NDH offers a variety of evaluation services for individuals across the lifespan. All evaluation services at NDH include a clinical interview, followed by direct assessment procedures, and a feedback session. The feedback session entails an in-depth review and discussion of assessment findings, clinical impressions, and recommendations.
As part of each evaluation, a review of the individual’s or child’s records is conducted—such as prior testing (psychoeducational, neuropsychological, etc.,),—to assess whether the child is getting services that meet his or her needs, or what kind of classroom or school would be most appropriate for him. Reviews of a child’s records can also be used to recommend activities for gifted children as well as college and vocational planning purposes.
This type of consultation is helpful in clarifying the diagnostic picture for an individual across the lifespan via assessment of behavioral, emotional and social functioning. This consultation will identify therapeutic services and strategies as well as various community resources and services that may be of benefit to the individual. As part of this assessment, a comprehensive clinical interview is performed along with formal or informal observations of the child via play observation or standardized assessment procedures such as the Autism Diagnostic Observation Schedule, Second Edition (ADOS-2) or the Autism Diagnostic Interview, Revised (ADI-R). Rating scales are also utilized in order to understand the child’s functioning across home and school settings.
Developmental/Diagnostic evaluation typically takes 3 to 4 hours and is usually performed within a single office visit.
The purpose of the neurodevelopmental evaluation is to understand the developmental status of the very young child ages 2 through 6. This type of evaluation is instrumental in the identification of a neurodevelopmental disorder such as an autism spectrum disorder, developmental language disorder, ADHD, intellectual disability, etc. A neurodevelopmental evaluation may include standardized assessment procedures such as the Autism Diagnostic Observation Schedule, Second Edition (ADOS-2) or the Autism Diagnostic Interview, Revised (ADI-R). This type of evaluation is instrumental in clarifying the diagnostic picture, identifying therapeutic and educational services and strategies in order to optimize the young child’s learning and successful development.
A neurodevelopmental evaluation typically may assess the following areas:
- Cognitive and developmental abilities
- Play Skills
- Language and Communication abilities
- Adaptive functioning
- Gross and Fine motor skills
- Social skills
- Emotional and behavioral functioning
- Pre-academic or academic skills
Neurodevelopmental evaluations typically take 4 to 5 hours and are conducted within two to three office visits.
A psychological evaluation focuses on the social-emotional and/or behavioral functioning of school-age children and young adults and includes assessment of intellectual and academic functioning. Psychological evaluation can serve as a guide for treatment and educational planning. This is different from a school-based assessment, which is usually performed to determine whether a child qualifies for special education programs or therapies to enhance school performance. Generally, school psychologists do not diagnose learning or behavior disorders.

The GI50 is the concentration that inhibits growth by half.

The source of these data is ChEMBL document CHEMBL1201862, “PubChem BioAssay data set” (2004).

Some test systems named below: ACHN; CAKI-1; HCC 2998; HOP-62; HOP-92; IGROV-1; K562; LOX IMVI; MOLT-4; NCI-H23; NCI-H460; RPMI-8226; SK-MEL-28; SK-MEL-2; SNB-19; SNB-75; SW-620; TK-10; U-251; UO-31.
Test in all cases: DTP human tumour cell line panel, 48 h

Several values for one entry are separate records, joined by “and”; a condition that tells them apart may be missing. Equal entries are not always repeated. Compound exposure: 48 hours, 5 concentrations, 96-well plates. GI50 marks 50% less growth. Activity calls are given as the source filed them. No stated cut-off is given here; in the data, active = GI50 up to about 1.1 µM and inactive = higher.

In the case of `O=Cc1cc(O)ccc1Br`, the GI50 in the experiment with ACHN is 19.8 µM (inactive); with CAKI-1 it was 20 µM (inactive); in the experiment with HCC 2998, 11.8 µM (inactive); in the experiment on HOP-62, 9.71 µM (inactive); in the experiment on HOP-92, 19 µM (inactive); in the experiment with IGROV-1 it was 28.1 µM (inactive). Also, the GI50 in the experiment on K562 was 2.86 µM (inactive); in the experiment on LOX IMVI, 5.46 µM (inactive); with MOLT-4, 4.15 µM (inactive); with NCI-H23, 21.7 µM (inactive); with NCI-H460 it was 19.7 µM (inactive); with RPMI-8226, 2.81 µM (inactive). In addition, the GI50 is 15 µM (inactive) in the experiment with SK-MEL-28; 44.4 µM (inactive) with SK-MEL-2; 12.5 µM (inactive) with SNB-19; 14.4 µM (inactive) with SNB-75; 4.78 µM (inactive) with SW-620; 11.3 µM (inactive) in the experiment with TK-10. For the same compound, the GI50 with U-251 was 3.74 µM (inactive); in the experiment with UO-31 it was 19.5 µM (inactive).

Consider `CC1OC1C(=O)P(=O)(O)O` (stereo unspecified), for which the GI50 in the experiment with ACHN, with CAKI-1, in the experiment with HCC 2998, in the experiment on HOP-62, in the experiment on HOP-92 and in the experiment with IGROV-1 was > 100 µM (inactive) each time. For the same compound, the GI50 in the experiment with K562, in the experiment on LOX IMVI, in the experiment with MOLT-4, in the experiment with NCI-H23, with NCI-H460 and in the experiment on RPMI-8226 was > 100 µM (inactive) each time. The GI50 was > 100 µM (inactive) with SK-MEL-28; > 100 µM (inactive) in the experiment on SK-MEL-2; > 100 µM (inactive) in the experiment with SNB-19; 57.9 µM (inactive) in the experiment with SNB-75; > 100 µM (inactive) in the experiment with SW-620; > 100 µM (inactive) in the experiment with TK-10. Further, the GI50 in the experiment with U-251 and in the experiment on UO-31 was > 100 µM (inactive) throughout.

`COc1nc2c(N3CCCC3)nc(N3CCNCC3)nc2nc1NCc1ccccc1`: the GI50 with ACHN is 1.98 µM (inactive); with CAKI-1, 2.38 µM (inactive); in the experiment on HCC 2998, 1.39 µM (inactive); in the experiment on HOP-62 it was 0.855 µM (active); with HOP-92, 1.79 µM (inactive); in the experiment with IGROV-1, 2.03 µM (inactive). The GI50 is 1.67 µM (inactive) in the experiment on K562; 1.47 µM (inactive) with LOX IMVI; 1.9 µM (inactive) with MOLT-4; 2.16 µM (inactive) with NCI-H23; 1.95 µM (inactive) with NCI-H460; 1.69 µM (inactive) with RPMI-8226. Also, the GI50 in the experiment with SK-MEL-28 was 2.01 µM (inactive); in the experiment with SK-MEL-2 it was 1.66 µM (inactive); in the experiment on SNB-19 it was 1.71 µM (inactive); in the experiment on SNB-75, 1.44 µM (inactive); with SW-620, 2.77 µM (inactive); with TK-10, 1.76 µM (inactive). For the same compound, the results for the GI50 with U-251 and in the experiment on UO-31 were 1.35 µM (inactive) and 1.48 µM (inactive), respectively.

Comprehensive psychological evaluations for school age children and young adults typically take 4 to 6 hours and are split up into several visits.
A neuropsychological evaluation is essential in understanding how different areas and systems of the brain are working and assists in the diagnosis of learning, cognitive, or behavioral disorders caused by altered brain function or development. It involves the analysis of an individual’s performance on standardized tests using both normative and individual comparison standards. This type of evaluation can detect the effects of developmental, neurological, and medical issues such as autism, epilepsy, attention deficit hyperactivity disorder (ADHD), dyslexia, or others.
Neuropsychological evaluations can also be helpful when it is possible that behavioral, social, or psychological struggles (e.g., anxiety, depression) are interfering with cognitive and/or academic functioning. This type of evaluation is commonly indicated for children, adolescents, or adults in whom the reason for functional difficulty is largely unclear and/or further educational planning is needed. It may explain why a child is having school problems, assist with diagnostic clarification, and serve as a guide for educational/treatment planning. It is different from school-based assessments and a psychological evaluation, which typically do not entail formal assessment of complex cognitive functions. Following the neuropsychological evaluation of your child, a parent feedback session is scheduled in order to share the information and data gathered with you in a personal meeting, as well as with your child, so a plan of action—a road map for successful learning can be determined. The fine points of your child’s strengths and weaknesses are provided in a written report that is easy to understand.
A neuropsychological evaluation may assess these areas:
- Intellectual functioning
- Achievement skills, such as reading, writing, and math
- Executive function skills, including organization, planning, inhibition, and flexibility
- Learning and memory
- Visual-spatial skills
- Motor speed and coordination
- Behavioral and emotional functioning
- Social Skills
A neuropsychological evaluation takes 6 to 8 hours that are split into several visits.
Please contact Neurodevelopmental Health Services for questions or further information at (315) 507-7150 or firstname.lastname@example.org